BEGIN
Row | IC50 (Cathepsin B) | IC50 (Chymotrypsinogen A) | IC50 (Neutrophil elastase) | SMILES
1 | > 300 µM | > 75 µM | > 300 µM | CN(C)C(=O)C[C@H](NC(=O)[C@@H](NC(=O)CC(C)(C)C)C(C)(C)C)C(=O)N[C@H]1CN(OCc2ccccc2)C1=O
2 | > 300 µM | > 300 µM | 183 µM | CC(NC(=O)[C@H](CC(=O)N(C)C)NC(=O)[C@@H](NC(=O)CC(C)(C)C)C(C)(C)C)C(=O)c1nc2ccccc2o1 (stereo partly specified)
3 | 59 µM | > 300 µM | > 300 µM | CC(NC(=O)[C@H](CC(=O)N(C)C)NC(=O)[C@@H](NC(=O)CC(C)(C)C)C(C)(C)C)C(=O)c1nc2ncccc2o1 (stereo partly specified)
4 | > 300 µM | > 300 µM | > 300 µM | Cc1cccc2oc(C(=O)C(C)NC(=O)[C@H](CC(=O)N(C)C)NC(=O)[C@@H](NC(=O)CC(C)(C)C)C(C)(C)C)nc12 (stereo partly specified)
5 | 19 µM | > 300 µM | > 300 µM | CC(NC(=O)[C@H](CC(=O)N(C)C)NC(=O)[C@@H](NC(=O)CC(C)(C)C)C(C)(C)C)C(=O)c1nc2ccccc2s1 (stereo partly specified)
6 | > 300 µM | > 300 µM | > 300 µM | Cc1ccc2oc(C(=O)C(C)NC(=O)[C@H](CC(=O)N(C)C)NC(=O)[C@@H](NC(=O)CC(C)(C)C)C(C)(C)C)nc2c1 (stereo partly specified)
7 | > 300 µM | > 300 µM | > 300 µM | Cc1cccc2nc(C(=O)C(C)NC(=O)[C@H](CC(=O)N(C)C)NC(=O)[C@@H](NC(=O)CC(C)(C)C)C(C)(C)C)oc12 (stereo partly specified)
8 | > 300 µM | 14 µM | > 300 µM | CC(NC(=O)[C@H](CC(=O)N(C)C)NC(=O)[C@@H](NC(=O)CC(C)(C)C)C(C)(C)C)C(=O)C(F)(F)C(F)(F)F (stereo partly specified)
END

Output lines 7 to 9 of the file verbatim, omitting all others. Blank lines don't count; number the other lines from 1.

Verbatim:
6 | > 300 µM | > 300 µM | > 300 µM | Cc1ccc2oc(C(=O)C(C)NC(=O)[C@H](CC(=O)N(C)C)NC(=O)[C@@H](NC(=O)CC(C)(C)C)C(C)(C)C)nc2c1 (stereo partly specified)
7 | > 300 µM | > 300 µM | > 300 µM | Cc1cccc2nc(C(=O)C(C)NC(=O)[C@H](CC(=O)N(C)C)NC(=O)[C@@H](NC(=O)CC(C)(C)C)C(C)(C)C)oc12 (stereo partly specified)
8 | > 300 µM | 14 µM | > 300 µM | CC(NC(=O)[C@H](CC(=O)N(C)C)NC(=O)[C@@H](NC(=O)CC(C)(C)C)C(C)(C)C)C(=O)C(F)(F)C(F)(F)F (stereo partly specified)